Odor detection sensitivity and response bias in relation to aspects of health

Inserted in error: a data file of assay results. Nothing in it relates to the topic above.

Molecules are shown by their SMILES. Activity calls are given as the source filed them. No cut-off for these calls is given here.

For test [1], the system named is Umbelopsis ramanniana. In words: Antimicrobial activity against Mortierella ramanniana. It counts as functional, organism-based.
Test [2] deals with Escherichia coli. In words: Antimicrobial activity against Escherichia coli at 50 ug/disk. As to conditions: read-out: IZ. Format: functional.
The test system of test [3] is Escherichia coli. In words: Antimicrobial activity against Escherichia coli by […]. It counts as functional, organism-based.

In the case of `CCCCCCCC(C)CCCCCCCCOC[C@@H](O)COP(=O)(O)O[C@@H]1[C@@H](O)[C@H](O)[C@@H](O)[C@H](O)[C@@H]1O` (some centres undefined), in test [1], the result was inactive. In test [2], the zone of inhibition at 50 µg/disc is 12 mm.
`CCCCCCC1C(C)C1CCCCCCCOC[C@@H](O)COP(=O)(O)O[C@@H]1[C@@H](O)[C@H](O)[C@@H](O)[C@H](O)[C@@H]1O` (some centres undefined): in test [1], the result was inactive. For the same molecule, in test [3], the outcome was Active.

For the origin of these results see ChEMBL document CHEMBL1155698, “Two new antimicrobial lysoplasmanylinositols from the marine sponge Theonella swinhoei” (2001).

Chemical intolerance (CI) means that the affected individual experience symptoms from the smell of the weak concentrations of conventional chemicals in the environment that most people are not bothered by. This study aimed to examine whether response bias (beta) and sensitivity index (d´) for odor detection correlate with self-rated health, CI, stress and distress. The questionnaires that were used to answer the question were self-rated health (SRH), CI (assessed with the Chemical Sensitivity Scale), stress (Perceived Stress Scale) and distress (Symptom Check List-90). A group of 23 adult individuals between the ages of 18 to 55 years expected to vary in degree of CI were exposed to various concentration of n-butanol for a signal detection test for about 2 hours. The data processing was done by correlational analyses. The results showed no statistically significant correlations between beta and the variables SRH, CI, stress and distress, but tendencies of significant correlations between d´ and the variables SRH, CI and stress, such that individuals who were high in CI, stress and who generally felt poorly had a lower odor sensitivity (d´). These tendencies encourage continued study of the associations with larger sample size.
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